Meanwhile, Broughton resident Scott Sergeant, who has lived in the village for five years, said that while he was not opposed to building a place of worship in the local area, it would be “unconscionable” to do anything that would “attract a significant volume of additional vehicles” – especially when traffic queues often extended all the way to neighbouring Barton. Peter Black said that the parish council’s evidence suggested that D’Urton Lane – which would be the access point to the mosque – would become a “chaos of cars, pedestrians, cyclists and fly-parking” if the development went ahead.

However, village resident Tina Murtza said that she had not heard anyone “complaining “ about the current use of D’Urton Lane as a school pick-up and drop-off point – nor as a spot where car sharers leave their vehicles to commute to work with others.

City resident Kalid Ibrahim added that it was a “fundamental” tenet of the Islamic faith to show consideration for neighbours – something which he said had been recently shown elsewhere in Preston by a mosque which had made unprompted “significant” changes to its Friday prayers regime because of the impact that it had been observed as having on those living nearby.

The inquiry is being heard by planning inspector Darren Hendley and is scheduled to run until next Wednesday. He will then write a report making recommendation to the Secretary of State for Levelling Up, Housing and Communities, who will make the final decision over whether to uphold the city council’s granting of permission for the mosque or to overturn it.

What’s the need?

Broughton Parish Council chair Pat Hastings told the public inquiry that there was a need for a mosque “in North Preston, not in Broughton”. Under cross-examination, she declined to be drawn much further on the issue, but stressed that the authority had never been approached by anyone to say that a place of worship of any denomination was needed in the village.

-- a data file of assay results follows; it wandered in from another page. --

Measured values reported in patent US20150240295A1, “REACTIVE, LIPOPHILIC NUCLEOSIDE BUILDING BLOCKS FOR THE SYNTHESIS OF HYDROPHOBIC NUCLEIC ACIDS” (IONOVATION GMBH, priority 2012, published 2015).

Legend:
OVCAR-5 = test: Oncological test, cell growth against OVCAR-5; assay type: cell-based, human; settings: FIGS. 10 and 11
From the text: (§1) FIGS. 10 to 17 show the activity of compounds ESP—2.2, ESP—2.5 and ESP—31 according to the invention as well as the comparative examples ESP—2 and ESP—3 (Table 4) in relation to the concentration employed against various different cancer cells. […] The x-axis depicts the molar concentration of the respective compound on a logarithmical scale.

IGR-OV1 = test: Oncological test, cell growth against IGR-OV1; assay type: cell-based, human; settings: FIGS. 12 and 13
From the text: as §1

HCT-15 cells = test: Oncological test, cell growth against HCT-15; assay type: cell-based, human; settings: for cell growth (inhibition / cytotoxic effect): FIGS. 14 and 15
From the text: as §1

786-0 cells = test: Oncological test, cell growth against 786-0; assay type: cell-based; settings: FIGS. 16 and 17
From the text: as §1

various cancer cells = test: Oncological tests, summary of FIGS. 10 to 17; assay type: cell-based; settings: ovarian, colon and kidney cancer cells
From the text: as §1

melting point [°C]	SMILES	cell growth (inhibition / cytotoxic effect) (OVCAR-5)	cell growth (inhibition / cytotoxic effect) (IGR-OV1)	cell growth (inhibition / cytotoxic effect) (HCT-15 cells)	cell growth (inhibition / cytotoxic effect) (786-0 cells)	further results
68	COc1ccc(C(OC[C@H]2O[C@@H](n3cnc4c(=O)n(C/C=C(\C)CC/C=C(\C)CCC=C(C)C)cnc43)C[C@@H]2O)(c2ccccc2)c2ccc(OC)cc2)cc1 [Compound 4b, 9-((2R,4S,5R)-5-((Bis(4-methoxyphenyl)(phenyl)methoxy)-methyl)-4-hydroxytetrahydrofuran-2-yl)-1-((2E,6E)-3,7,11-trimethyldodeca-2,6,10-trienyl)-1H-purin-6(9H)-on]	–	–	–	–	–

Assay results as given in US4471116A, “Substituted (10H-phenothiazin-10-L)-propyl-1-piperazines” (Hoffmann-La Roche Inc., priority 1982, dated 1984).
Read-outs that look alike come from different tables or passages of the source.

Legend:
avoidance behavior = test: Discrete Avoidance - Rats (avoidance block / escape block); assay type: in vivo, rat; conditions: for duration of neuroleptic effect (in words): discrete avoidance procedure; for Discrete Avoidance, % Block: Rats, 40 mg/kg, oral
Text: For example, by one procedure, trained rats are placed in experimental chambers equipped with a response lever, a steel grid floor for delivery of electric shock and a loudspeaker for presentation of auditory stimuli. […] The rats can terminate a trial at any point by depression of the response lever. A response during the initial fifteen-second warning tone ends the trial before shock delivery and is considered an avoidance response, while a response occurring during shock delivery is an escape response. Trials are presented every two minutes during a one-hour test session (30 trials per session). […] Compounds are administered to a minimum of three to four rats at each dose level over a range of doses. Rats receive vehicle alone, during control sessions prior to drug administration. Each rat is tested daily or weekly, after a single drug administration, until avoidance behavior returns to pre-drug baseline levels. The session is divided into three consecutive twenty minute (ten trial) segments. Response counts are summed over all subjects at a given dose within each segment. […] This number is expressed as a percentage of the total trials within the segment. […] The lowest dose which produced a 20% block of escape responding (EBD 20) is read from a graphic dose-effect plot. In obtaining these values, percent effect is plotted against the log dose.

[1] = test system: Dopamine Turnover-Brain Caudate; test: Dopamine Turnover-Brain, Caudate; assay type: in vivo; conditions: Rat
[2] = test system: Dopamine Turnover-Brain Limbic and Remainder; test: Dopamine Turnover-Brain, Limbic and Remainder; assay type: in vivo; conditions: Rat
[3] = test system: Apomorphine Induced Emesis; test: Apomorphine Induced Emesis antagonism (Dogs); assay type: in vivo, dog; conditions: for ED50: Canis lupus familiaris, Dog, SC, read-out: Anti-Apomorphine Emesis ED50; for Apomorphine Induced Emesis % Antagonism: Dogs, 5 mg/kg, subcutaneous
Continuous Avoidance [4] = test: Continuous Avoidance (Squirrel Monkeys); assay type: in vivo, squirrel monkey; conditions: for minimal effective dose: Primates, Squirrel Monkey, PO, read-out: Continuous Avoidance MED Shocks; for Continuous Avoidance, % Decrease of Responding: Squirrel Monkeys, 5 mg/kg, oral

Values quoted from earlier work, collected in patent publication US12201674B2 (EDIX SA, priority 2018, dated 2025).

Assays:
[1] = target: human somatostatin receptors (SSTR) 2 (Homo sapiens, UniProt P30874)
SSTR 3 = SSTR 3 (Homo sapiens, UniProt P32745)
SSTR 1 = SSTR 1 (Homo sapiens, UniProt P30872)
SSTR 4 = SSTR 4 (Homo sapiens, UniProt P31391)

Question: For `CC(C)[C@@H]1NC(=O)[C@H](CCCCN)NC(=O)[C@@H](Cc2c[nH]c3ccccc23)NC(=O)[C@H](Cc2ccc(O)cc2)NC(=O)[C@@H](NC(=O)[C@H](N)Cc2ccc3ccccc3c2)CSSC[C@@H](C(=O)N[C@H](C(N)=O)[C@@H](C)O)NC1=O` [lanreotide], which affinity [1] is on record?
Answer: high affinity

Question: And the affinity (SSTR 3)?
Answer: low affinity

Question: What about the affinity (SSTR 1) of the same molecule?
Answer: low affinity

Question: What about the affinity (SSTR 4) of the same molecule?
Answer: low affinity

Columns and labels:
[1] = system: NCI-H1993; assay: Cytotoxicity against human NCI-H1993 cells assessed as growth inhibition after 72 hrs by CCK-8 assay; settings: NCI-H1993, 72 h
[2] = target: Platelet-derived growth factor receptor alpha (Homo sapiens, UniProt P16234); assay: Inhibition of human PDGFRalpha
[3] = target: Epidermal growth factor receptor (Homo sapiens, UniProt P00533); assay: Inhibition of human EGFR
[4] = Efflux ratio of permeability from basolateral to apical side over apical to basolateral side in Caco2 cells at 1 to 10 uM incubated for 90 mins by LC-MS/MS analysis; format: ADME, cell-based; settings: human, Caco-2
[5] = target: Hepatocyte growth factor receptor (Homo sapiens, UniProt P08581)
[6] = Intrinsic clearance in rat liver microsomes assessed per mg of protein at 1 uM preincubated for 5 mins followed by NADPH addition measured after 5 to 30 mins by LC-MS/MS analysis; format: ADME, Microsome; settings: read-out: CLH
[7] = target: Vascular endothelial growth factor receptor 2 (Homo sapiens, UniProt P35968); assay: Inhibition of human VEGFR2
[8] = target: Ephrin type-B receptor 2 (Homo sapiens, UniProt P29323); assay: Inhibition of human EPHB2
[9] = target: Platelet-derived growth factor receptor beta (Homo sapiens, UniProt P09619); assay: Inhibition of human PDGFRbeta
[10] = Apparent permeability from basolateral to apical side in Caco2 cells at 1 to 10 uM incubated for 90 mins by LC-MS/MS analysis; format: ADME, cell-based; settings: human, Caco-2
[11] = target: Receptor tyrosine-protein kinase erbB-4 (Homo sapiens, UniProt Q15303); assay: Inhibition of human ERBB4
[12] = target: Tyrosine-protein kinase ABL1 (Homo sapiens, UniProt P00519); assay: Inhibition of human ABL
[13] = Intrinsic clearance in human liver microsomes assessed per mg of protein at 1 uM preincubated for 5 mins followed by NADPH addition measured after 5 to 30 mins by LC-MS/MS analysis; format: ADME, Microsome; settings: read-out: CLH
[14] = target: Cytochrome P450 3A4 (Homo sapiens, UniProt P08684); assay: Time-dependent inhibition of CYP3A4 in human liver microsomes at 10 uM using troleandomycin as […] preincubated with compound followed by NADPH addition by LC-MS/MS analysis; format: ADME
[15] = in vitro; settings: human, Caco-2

Cllr Hastings earlier told the parish council’s own advocate that the prospect had not been raised during the consultation surrounding the Broughton neighbourhood plan between 2016 and 2018, nor during a subsequent survey two years later about a parish action plan.

“[The] parish council spent a lot of time and energy consulting in an inclusive and open way to identify what was important to the local community and what future needs would be,” she said.

Cllr Hastings added that the applicant had “not consulted with, or reflected[ed], the wishes of the local community” – but insisted that the authority, which objects to the current plans, would have helped develop a mosque if it had been approached “right at the beginning”. She also said that the parish had sought involvement in the competition to come up with a design for the mosque, but had not received a reply from its organisers, the Royal Institute of British Architects.

The applicant produced a map as part of its planning application, identifying around 300 households which it was claimed were expected to attend the mosque – almost all of which lay just to the south of the M55. However, at the inquiry, Broughton resident Sumaiya Moreea accused the parish council of using “selective data to give the impression that there are fewer Musim families in Broughton than there actually are”.

She said that the authority had overlooked more up-to-date information from the electoral role which it could have used instead of census data originating from back in 2011. However, Cllr Hastings defended the reliance on the stats from a decade ago, telling the inquiry that the relevant religious breakdown of Broughton residents, gathered from the 2021 census, would not be available until October.

She added: “We were not going to just take names from the electoral register and assume that because the names were from Eastern Asia that they [were] Muslim, Christian, Hindu, whatever – that was not correct . We have no statistical data we can base it on – all we have is anecdotal, as does yourself. We can’t physically walk round the village and ask [people if they are] Muslim, that would not be correct [either].”

Parish council advocate Peter Black said that there had been “quite a lot of heat” during the first day’s evidence – and that there would be a need for “quite a lot of talking between different communities after [the inquiry] is over”.

“Obviously, we have more in common than divides us,” Mr. Black said.

‘What a mosque would mean to me’

Tina Murtza, who described herself as a “new Muslim” resident in Broughton, told the inquiry that she wanted “to live in a community that embraces people from all different backgrounds”.

“I have two small children and it’s important for me that they are welcomed into an area and are important valued members of a community. Broughton really appealed to me for that reason. A mosque is more than just a place to pray, it’s more than a place of worship – it offers so much more to communities. They offer support groups, they offer classes, [and a] place for people to go, like myself, who are new Muslims,” Ms. Murtza said.

She added that she did not know “what position I’d be in” if it were not for the support network she had formed at the next-nearest mosque in Preston which had female facilities.